The other issue that troubles me during this election season?  Facts.  There are places for you to check the facts.  One place is  Some of the news organizations will also do that after a debate.

I hate it.   

What???  How can I hate that?  Well, it's easy.  I hate it because it is necessary to have these fact checking sessions.  I can't stand that I live in a world that accepts the distortions of election campaigns.  There are no non-offenders here, too.  I noticed a website yesterday that has a McCain Lie Counter.  I cannot respect that.  Both sides have misrepresented information.  If you are going to represent your side as a side that has the ethical high ground, you better be honest yourself.  (I don't want to hear the "McCain has told more lies than Obama" argument on this one.  A liar is a liar.)  If you place a lie counter on your site, it should show the mispresentations of both sides.

Over two years ago, I wrote this:

"Sometime during the last presidential election with its usual onslaught of name-calling, fact-blurring loveliness, I had a dream. (I really did.) In this dream, I decided to start my own political party. I can't remember the actual name I was going to give it but it had something to do with being the Party of Reasonable People. We would not have any political platform other than committing to being rational and kind in our dealings. I realize this is more of a club than a political party, but it was a dream, after all. The Party of Reasonable People would be a grassroots movement that would sweep the nation. No matter what side of an issue you were on, you would have the reassurance that you could agree to disagree and there would be no hate-mongering.

I woke up that morning with an incredible sense of well-being. All warm and fuzzy inside, it took a minute or two for reality to sink in. I was crushed. It was only a dream and I knew, in my heart of hearts--as a good, old southern minister might say--that it would never come true."

Sadly, I still think that my dream will never come true.   I would rather my idealistic energy be used talking about the issues, but I have found few outlets for reasoned discussion.  My sensibility armor may fail me entirely this year for I am seriously considering not voting for President in the coming election.##  My idealism might not be able to be quenched enough this year.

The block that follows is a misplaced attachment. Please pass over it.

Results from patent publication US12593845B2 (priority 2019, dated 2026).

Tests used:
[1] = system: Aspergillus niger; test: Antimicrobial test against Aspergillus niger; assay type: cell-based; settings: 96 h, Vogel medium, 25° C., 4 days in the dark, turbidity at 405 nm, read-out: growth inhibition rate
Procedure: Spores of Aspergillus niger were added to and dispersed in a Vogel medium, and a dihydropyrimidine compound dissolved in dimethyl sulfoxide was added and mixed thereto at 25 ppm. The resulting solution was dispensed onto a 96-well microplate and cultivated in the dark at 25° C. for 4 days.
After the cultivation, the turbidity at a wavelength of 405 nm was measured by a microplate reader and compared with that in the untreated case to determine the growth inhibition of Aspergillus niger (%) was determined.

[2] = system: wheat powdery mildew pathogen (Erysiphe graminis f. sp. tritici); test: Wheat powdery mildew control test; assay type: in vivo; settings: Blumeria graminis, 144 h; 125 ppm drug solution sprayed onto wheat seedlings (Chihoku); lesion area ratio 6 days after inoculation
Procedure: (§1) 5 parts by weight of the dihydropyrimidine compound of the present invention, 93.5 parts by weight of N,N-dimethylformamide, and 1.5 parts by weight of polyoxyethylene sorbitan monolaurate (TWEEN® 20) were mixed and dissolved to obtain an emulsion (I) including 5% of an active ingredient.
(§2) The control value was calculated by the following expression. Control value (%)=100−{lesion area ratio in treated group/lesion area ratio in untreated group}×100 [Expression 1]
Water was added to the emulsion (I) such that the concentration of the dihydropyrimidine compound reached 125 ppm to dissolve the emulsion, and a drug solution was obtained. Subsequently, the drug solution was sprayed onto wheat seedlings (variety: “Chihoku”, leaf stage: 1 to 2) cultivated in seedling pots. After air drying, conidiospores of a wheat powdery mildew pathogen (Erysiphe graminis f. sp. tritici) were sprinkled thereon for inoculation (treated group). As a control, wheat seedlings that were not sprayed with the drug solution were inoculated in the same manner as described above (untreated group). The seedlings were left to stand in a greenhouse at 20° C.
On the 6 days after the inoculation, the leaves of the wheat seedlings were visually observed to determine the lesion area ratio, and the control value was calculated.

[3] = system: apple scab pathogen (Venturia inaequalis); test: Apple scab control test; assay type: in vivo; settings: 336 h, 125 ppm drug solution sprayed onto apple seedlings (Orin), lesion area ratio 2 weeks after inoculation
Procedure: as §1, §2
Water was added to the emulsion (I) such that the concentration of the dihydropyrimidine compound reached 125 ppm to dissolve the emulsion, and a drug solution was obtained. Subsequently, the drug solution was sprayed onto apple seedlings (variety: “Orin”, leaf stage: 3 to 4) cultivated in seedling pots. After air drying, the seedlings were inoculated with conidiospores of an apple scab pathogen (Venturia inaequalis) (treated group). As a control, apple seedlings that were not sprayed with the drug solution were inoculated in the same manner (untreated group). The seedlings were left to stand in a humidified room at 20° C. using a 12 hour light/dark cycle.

**I haven't referenced the specific blogger for a reason.  She knows why.  Favorite Blogger:  if you want me to give credit where it is most deservedly due, let me know.

##I would not abandon the voting process altogether.  Local issues, propositions, positions, etc., I would still vote for.

Thursday, October 23, 2008

Unforgettable Firsts

I am reading Bel Canto by Ann Patchett for one of my bookclubs.  (I am only in two.)  I was struck by the first line of the book:

"When the lights went off, the accompanist kissed her."

What a great first line.  It leads to all sorts of questions.  

"Kissed who?"

"Why did the lights go off?"

"Did he kiss her because the lights went off?"

Immediately you want answers to your questions.  That line draws you in.

It reminded me of another one of my favorite first lines from Charles Williams' War in Heaven:

"The telephone bell was ringing wildly, but without result, since there was no-one in the room except the corpse."

You get a picture in your head right away of this scene and again, it raises questions and draws you in to the story.  It also made me want to answer that phone!

There are some very famous first lines in novels:

"Call me Ishmael."

It is a truth universally acknowledged, that a single man in possession of a good fortune must be in want of a wife.

Anyone have trouble connecting those first lines with the novels they come from?  I didn't think so.

This first line rumination got me, well, ruminating some more...

What are some of your favorite first lines in novels, short stories, non-fiction?

Wednesday, October 22, 2008

Down the Rabbit Hole